The Classical Romans and Hans both had fascinating views on technology. Because they were both such great empires, they managed to create a wide variety of technology. When the scholars were inventing it, they were focused on creating life much easier than it was. Technology was made important in more than one way, and attitudes toward it varied from person to person. And even though these attitudes varied, the technology was still improved to become the basis of what we have today. The Han and Romans’ attitudes toward technology were aimed at improving their tools since most of the Han technology is about agriculture and ways to decrease the workload, while the Romans sought to create an easier way of transporting goods throughout the empire, while maintaining a mathematical system to regulate it.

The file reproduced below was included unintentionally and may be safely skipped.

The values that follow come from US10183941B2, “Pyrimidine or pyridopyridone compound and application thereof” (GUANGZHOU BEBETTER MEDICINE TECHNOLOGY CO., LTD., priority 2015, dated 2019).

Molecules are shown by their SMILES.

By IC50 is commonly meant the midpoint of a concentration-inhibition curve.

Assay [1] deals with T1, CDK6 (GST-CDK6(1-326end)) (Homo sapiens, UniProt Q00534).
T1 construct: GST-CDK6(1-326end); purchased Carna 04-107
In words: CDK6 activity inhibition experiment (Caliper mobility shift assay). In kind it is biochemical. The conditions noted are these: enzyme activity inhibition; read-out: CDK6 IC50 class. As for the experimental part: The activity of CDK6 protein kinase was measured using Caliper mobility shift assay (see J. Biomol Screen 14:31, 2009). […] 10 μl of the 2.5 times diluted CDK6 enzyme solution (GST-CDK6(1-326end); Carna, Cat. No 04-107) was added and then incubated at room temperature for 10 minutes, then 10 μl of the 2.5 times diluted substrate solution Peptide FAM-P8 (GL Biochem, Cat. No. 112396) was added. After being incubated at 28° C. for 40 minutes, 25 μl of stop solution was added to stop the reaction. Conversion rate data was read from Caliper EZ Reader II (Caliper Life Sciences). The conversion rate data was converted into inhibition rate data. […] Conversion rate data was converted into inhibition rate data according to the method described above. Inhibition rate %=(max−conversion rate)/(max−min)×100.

The Hans had a lot of technology that was focused on decreasing the workload. Tu Shih, a “generous man” who’s “policies were peaceful” invented a water powered engine to help farmers cast iron (Document 4). This blowing-engine would decrease the time needed to make tools, giving laborers a lot of free time. It would also increase the speed at which the tools are made, meaning that the farmers could have new tools constantly, decreasing the amount of work needed to be done due to broken tools. This is demonstrating bias because he established dignity and worked to help farmers. He enjoyed helping them in whatever means necessary. Tu Shih wanted to save the common people labor, and increase the amount of food made at the same time. In document 1, a Han government official is warning about the impending floods and the need to strengthen the city’s defenses by placing more people in the vicinity to be able to make repairs quickly if needed. The government official is quite wise, because he orders “just enough workers to meet the need.” He understands that if there are more workers, they will get in each other’s way, which would increase the workload because it won’t be...
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